As Rachel stressed and fretted over her family's little maternity ward, she was oblivious to the fact God had just birthed the nation of Israel. Rachel was part of a story that was all about God and His people, yet she was making it all about herself. The nerve, right? Yet this is my struggle, too. I hijack God's story, ignore His greater purposes and make the story all about me and my small idea for a happy ending. What surprised me about Rachel's life was the stern warning it delivered. Rather than vying for control, God invites us to get swept up in the thrilling story we get to be part of but is all about Him.

Q: How can we relinquish control in times when God seems distant and quiet?

Sometimes God does seem far away. We wonder if He sees us or if He cares. Leah felt that way. So did Hagar. Both of them faced desperate, horrific situations. It must have seemed as though God hadn't even taken notice of them. But there's a little phrase that punches a hole into the darkness of Leah's story. Gen. 29:31 says God saw Leah was unloved. He saw her. When Hagar was in the wilderness, crying in desperation, powerless to save her son, Gen. 21:17 says God heard Ishmael. He was dying of dehydration, so I can't imagine his cries were loud, yet God was close enough to hear him.

If I'm convinced God doesn't see or hear and if I'm suspicious of God's motives or wonder if He cares, I won't surrender to Him. I'll trust myself instead and resort to my control girl tactics. What if I just open God's Word and remind myself of what's true: God is not only enthroned above the universe, but He also cares about me and is working all things together for my good? Well, then. I've readied my heart to say, "God, I might not see you or hear You in this moment, but I know You see me, you hear me and You are intricately involved in the details of my life. I surrender even the hardships and struggle to Your good, God hands."

Q: Control Girl has a very intentional structure. How is this book designed to be used?

Each chapter is divided into lessons. I want the woman on a time-budget to be able to read a Bible passage, read a complete train of thought related to the topic of control and then make the content personal, all in one sitting. The chapters will be best digested one lesson at a time, rather than all at once.

The book can be used by individuals or groups. There is a free downloadable leader's discussion guide on my website, www.shannonpopkin.com, along with other resources and freebies.

Q: You end each lesson with a meditation. What does the Bible teach us about meditation, and why is it an important aspect of giving up control?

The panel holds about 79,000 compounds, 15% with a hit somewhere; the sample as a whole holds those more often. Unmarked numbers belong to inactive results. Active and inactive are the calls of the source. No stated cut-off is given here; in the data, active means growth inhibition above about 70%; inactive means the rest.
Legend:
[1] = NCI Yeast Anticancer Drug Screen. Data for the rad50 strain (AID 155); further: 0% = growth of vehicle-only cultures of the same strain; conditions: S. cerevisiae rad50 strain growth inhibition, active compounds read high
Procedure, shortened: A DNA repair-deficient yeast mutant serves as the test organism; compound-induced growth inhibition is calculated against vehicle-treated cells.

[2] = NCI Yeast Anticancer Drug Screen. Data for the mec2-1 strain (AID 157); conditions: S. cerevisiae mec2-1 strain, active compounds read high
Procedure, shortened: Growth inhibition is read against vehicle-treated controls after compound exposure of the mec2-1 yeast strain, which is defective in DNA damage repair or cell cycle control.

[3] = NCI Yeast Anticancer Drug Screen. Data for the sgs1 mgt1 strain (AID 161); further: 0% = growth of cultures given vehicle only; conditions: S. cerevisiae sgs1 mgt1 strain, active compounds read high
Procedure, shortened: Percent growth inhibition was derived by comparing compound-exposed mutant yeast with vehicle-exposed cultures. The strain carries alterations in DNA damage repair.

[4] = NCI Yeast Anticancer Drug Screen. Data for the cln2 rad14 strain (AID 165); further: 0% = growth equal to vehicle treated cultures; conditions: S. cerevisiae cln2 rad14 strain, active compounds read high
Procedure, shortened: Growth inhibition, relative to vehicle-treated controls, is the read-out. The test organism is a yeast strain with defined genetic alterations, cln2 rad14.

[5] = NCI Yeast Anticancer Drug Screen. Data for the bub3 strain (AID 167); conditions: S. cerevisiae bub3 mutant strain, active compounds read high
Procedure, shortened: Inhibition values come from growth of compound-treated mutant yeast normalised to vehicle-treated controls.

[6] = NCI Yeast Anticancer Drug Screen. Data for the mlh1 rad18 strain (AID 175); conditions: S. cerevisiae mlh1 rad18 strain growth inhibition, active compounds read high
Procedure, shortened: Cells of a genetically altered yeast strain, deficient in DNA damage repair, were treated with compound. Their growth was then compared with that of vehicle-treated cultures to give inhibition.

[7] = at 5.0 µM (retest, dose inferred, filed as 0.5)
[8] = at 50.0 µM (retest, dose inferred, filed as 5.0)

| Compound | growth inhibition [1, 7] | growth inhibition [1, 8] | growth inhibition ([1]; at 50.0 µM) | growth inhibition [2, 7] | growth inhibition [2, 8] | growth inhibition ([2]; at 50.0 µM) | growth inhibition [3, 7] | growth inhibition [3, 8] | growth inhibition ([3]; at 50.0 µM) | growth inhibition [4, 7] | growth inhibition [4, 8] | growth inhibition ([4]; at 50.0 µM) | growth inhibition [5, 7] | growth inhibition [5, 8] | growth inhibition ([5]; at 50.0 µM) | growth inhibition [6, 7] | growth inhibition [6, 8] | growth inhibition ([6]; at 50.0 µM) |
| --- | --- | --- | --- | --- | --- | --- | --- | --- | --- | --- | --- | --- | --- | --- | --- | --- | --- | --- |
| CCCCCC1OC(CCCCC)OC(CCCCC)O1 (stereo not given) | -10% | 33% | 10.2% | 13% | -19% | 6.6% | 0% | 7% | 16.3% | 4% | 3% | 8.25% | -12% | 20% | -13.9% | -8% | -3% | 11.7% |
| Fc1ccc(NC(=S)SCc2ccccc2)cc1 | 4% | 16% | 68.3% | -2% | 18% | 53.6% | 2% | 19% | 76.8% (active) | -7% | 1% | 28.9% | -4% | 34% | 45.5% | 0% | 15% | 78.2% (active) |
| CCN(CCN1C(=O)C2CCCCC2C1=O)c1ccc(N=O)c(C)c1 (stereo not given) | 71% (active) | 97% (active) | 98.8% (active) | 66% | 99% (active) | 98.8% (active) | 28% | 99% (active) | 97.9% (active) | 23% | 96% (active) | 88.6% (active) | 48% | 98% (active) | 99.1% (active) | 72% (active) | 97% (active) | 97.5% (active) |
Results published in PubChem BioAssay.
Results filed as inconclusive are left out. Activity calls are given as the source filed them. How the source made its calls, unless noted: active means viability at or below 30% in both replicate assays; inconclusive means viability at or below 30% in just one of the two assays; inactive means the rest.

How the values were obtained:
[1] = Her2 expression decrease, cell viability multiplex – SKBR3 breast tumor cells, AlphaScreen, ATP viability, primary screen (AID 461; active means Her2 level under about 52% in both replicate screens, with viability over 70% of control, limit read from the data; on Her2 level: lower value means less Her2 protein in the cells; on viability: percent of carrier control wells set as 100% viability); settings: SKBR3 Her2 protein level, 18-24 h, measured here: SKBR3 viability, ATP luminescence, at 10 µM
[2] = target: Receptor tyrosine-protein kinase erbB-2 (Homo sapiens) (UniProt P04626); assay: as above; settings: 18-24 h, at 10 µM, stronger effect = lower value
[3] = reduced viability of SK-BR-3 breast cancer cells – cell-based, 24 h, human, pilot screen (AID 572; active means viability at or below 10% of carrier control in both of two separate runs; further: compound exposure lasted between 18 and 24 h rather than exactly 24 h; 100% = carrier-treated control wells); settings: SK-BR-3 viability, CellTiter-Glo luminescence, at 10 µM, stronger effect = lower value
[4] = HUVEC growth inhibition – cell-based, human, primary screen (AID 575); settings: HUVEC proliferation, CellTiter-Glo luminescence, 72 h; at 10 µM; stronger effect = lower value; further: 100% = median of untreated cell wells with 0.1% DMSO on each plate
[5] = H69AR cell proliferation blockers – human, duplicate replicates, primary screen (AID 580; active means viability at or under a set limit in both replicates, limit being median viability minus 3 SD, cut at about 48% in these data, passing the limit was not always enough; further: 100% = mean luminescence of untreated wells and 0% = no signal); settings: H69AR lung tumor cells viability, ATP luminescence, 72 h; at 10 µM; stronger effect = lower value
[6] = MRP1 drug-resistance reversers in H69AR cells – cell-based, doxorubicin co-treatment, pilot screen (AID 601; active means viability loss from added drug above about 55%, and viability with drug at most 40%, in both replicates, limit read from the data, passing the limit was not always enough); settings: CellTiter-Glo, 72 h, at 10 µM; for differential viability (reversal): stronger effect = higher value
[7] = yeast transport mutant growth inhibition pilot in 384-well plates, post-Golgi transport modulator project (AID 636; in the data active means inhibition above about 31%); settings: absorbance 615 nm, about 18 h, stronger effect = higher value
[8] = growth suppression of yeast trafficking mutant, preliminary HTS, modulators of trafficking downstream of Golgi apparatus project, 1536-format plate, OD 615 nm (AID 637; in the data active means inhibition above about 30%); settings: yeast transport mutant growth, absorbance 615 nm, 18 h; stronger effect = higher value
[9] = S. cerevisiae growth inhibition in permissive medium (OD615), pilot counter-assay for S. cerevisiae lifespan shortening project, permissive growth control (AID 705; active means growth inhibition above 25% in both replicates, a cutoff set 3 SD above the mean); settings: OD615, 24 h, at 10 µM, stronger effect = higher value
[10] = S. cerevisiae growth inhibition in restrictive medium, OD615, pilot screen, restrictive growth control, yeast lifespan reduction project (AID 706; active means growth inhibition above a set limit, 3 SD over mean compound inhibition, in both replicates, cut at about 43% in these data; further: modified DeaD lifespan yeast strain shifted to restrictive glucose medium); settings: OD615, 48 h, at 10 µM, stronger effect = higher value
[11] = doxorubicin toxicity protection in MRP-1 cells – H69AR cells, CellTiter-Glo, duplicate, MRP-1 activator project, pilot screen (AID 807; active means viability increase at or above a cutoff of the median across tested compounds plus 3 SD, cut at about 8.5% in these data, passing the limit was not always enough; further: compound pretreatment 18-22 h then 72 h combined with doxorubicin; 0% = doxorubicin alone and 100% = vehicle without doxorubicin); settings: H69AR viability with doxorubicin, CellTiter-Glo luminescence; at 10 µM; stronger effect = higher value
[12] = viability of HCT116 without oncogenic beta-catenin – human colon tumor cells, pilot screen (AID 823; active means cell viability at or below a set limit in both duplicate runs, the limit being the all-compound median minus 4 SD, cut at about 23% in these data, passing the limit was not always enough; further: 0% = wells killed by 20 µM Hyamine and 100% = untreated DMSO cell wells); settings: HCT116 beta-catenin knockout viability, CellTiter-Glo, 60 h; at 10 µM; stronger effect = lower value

Control girls seem particularly resistant to change. We might readily say, "God is in control," or, "I know this is out of my hands," but our behavior suggests we don't believe these things at all. I'm convinced transformation is only possible through revamping our thoughts about God and ourselves. That's why I've included a meditation for each lesson. (These are also available for free download on my site.)

Meditation builds a bridge between what we say we believe and how we live. Thoughts are powerful. When we review, in a focused way, truth about God and about ourselves, we wear new grooves in our minds (Col. 3:10 and Rom. 12:2). By hitting refresh on what we know is true, we curb our controlling behavior. We ready ourselves to face the many situations we'd like to control but can't. We posture ourselves to surrender to God, rather than caving in to our old tendency of trying to control.

Q: How do you recommend dealing with a controlling family member while still maintaining a healthy respect and harmony in the relationship?

The more controlling I am, the more I am bothered by other controlling women. They provoke me because they lunge after control the same way I do. Yet when I try to control another controlling woman, I simply become more like her. I once spoke with a woman who was intensely irritated with her ultra-controlling mom. I could almost see her blood pressure rising as she rehearsed all of her mom's offenses. She told me she was learning to stand up and take back control, and as she talked, I couldn't help but notice her stiff demeanor, entitled attitude and angry tone. She was displaying the very characteristics she was complaining about in her mother.

When I'm faced with another controlling woman, rather than trying to control her, I think God most wants me to deal with my own heart. If I struggle on and on with my own controlling heart, what makes me think I can conquer another woman's controlling heart? What she needs, and what I need, is God. God alone can soften our hearts and show us our sin like no other control girl on earth will ever be able to. God alone can woo us with His grace, compassion and peace and turn us from control girls to Jesus Girls.

Q: What other resources are available to help control girls hand the reigns back to God?

At shannonpopkin.com, you can download my meditation cards, which are arranged by chapter. I also have an adult coloring book available, titled Reflections on Surrender. My friend Janyre Tromp did all of the original artwork in this lovely book. We hope that as you fill the pages with color, you'll also fill your heart with each page's message of truth about control, ourselves and God.

Connect with Shannon Popkin and learn more about Control Girl by visiting www.shannonpopkin.com, following her on Facebook (shanpopkin) or following her via Twitter (@ShannonPopkin).